United States District Court, E.D. Pennsylvania
August 28, 2014
MICHAEL NUTTER, et al.
NORMA L. SHAPIRO, District Judge.
Plaintiff Abdul Jones, a prisoner at the United States Penitentiary at Canaan, brings this pro se civil rights action, pursuant to 42 U.S.C. § 1983, against Mayor Michael Nutter and the Philadelphia Prison System. He seeks to proceed in forma pauperis. For the following reasons, the Court will grant plaintiff leave to proceed in forma pauperis and dismiss his complaint pursuant to 28 U.S.C. § 1915(e)(2)(B)(ii).
Plaintiff alleges that he was "force[d] to reside in [an] over crowded cell with two, or more other inmates" from April of 2008 through March of 2009, when he was incarcerated at the Curran-Fromhold Correctional Facility. (Compl. ¶¶ II.C & II.D.) As a result of those conditions, plaintiff claims to have suffered emotional distress and trauma. He appears to be seeking damages in an unspecified amount.
II. STANDARD OF REVIEW
Plaintiff is granted leave to proceed in forma pauperis because he has satisfied the criteria set forth in 28 U.S.C. § 1915. Accordingly, 28 U.S.C. § 1915(e) (2) (B) (ii) requires the Court to dismiss the complaint if it fails to state a claim. Whether a complaint fails to state a claim under§ 1915(e) is governed by the same standard applicable to motions to dismiss under Federal Rule of Civil Procedure 12(b) (6), see Tourscher v. McCullough , 184 F.3d 236, 240 (3d Cir. 1999), which requires the Court to determine whether the complaint contains "sufficient factual matter, accepted as true, to state a claim to relief that is plausible on its face." Ashcroft v. Iqbal , 556 U.S. 662, 678 (2009) (quotations omitted). Additionally, the Court may dismiss the complaint based on an affirmative defense if the affirmative defense is obvious from the face of the complaint and no further development of the record is necessary. See Fogle v. Pierson , 435 F.3d 1252, 1258 (10th Cir. 2006); cf. Ball v. Famiglio , 726 F.3d 448, 459 (3d Cir. 2013). As plaintiff is proceeding pro se, the Court must construe his allegations liberally. Higgs v. Att'y Gen. , 655 F.3d 333, 339 (3d Cir. 2011).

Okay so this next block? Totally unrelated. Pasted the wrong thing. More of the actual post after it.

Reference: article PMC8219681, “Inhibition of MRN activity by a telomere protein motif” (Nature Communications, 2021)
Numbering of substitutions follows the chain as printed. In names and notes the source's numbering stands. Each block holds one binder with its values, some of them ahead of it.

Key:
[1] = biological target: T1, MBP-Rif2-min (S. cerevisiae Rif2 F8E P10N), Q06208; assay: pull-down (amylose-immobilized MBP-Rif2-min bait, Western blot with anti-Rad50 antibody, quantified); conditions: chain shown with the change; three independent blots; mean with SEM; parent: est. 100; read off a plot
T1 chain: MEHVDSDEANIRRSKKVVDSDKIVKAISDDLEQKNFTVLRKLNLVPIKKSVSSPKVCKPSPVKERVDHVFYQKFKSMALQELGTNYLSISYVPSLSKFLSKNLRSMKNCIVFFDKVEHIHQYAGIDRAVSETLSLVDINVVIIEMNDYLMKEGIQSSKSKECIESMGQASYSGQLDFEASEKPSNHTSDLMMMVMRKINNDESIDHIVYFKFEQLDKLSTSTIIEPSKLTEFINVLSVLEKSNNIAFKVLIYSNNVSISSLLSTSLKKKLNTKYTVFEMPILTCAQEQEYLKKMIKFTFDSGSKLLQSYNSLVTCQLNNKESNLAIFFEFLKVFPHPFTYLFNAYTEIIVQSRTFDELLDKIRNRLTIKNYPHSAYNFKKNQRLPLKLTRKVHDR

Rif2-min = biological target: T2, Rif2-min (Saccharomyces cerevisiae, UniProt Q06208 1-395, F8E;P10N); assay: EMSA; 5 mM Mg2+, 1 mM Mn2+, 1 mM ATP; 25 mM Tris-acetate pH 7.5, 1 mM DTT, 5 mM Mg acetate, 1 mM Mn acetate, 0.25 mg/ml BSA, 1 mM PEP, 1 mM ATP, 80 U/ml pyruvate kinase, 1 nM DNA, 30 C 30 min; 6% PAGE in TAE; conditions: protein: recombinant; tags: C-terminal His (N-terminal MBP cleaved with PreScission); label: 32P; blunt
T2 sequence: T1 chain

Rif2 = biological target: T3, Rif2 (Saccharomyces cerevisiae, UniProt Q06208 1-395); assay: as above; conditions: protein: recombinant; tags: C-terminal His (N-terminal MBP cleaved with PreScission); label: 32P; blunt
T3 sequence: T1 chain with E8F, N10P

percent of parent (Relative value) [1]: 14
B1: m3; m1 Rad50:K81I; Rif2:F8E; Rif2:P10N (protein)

Plaintiff's claims are barred by the statute of limitations. In § 1983 actions, federal courts apply the statute of limitations governing personal injury claims in the state where the cause of action arose. Wallace v. Kato , 549 U.S. 384, 387 (2007). In Pennsylvania, where plaintiff's claims arose, the relevant statute of limitations is two years. See 42 Pa. Cons. Stat. § 5524. The limitations period began running "when the plaintiff knew or should have known of the injury upon which [his] action is based." Sameric Corp. v. City of Phila. , 142 F.3d 582, 599 (3d Cir. 1998). Pursuant to the prison mailbox rule, a prisoner's complaint is considered filed at the time he hands it over to prison authorities for forwarding to the Court. See Houston v. Lack , 487 U.S. 266, 276 (1988).
Here, plaintiff is seeking damages for alleged constitutional violations based on the fact that he was confined in an overcrowded cell between April of 2008 and March of 2009. During that time period, plaintiff must have been aware of the conditions in which he was confined. However, he did not file this action until June 16, 2014, the date on which he delivered his complaint to prison authorities for mailing, which is more than two years beyond the most recent acts giving rise to his claims. Accordingly, it is apparent from the face of the complaint that plaintiff's claims are time-barred. The Court will therefore dismiss plaintiff's claims.
A district court should generally provide a pro se plaintiff with leave to amend unless amendment would be inequitable or futile. See Grayson v. Mayview State Hosp. , 293 F.3d 103, 114 (3d Cir. 2002). Here, amendment would be futile because plaintiff's claims are barred by the statute of limitations and there is no apparent basis for tolling. Accordingly, plaintiff will not be permitted to file an amended complaint.
For the foregoing reasons, plaintiff's complaint is dismissed. An appropriate order follows.